Two armed gangs killed four rhinos for their horns in rural Kenya this week in possibly the worst rhino poaching incident in the country in more than 25 years, the spokesman for Kenya Wildlife Service (KWS) said on Friday.
Poaching across sub-Saharan Africa is on the rise as armed criminal gangs kill elephants for tusks and rhinos for horns, usually to be shipped to Asia for use in ornaments and medicines.
The poaching on Wednesday night took place at the private Ol Jogi ranch near Nanyuki, about 200 km (120 miles) north of Nairobi.
Paul Muya, a spokesman for KWS which has overall responsibility for wildlife in Kenya, told Reuters the rhino bodies were found on two separate sites on the 58,000-acre ranch and the poachers escaped with three of the animals' eight horns.
One conservationist said the Ol Jogi raid was the worst poaching incident in Kenya since five white rhinos were killed in one swoop in Meru Park in 1988. Muya said he also believed it to be the biggest attack since then.
"They've got high levels of security there, so the implications are that really rhino are not safe anywhere," said the conservationist, who did not wish to be named.
The killings take the number of rhinos poached in Kenya so far this year to 22, which leaves just 1,037 rhinos still roaming private wildlife conservancies and KWS national parks, Muya said.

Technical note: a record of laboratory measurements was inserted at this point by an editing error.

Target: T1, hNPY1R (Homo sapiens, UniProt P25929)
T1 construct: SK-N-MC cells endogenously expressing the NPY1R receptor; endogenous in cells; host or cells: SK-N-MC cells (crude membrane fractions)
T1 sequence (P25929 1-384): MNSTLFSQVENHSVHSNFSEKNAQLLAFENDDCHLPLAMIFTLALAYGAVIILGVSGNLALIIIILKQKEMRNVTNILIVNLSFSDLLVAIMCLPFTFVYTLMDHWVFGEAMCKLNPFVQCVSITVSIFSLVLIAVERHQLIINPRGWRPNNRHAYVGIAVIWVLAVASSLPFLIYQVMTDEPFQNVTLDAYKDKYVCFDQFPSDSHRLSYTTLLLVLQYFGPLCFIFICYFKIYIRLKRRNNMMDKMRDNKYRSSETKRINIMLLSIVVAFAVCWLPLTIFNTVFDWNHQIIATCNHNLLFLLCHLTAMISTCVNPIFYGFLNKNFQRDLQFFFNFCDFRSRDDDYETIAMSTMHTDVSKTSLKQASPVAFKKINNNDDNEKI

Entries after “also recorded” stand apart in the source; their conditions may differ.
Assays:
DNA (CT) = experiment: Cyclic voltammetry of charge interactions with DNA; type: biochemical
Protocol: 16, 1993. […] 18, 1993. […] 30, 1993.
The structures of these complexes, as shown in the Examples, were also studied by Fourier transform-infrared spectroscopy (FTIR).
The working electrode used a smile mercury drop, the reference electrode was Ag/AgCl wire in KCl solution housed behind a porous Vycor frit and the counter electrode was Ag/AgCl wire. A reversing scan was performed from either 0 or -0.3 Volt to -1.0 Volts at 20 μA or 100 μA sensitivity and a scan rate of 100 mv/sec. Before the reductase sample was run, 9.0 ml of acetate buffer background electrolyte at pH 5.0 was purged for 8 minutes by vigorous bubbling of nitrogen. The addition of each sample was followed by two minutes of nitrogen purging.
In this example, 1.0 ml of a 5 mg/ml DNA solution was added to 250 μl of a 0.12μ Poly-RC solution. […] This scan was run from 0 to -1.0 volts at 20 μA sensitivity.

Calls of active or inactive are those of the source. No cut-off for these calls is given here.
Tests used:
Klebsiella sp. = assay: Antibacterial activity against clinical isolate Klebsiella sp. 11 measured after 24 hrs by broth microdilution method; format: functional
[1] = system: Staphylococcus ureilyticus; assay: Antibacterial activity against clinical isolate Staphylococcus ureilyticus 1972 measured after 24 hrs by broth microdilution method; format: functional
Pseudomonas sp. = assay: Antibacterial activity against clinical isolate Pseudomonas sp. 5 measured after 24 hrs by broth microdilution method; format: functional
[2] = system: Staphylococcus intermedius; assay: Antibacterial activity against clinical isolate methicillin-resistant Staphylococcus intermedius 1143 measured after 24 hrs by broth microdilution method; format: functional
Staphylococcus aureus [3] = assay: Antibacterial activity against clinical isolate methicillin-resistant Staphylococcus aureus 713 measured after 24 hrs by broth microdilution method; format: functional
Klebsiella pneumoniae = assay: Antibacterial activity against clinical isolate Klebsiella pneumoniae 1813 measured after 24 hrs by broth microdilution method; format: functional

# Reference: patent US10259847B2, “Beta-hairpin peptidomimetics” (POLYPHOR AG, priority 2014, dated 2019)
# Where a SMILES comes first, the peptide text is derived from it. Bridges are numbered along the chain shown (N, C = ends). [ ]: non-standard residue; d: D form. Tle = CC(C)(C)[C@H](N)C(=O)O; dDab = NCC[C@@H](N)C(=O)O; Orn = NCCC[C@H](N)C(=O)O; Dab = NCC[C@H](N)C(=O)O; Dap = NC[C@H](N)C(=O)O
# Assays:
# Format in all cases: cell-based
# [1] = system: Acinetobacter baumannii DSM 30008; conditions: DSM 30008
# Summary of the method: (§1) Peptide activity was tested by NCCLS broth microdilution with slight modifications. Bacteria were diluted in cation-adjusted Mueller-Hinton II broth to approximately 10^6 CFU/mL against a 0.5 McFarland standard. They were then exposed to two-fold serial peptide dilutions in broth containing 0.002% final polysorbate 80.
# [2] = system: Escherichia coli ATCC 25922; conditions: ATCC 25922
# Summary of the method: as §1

Last year, 59 rhinos were poached in Kenya, a country famous for its sprawling Maasai Mara game park and abundant wildlife.
Kenya's parliament has passed strict anti-poaching laws and the government has beefed up security at parks to stop poaching, which threatens the vital tourism industry.
KWS officials were meeting with national police and intelligence officials to discuss the issue.
Rhino horn sold on the streets of major Asian cities was last year more valuable than gold or platinum, with traders asking for about $65,000 per kg of rhino horn. A kg of gold is
currently worth about $42,920 while a kg of platinum is $48,450.
Kenya has started using high-tech surveillance equipment including drones to track poaching gangs and keep tabs on elephants and rhinos roaming its sweeping national parks.
Officers seized 13.5 tonnes of ivory at the port city of Mombasa last year, mostly originating from other countries in the region.
Richard Vigne, chief executive of the Ol Pejeta conservancy, said rhino poaching will continue as long as there is demand from Asia, particularly from Vietnam.
"This kind of poaching is going to continue as so much money is involved," Vigne said.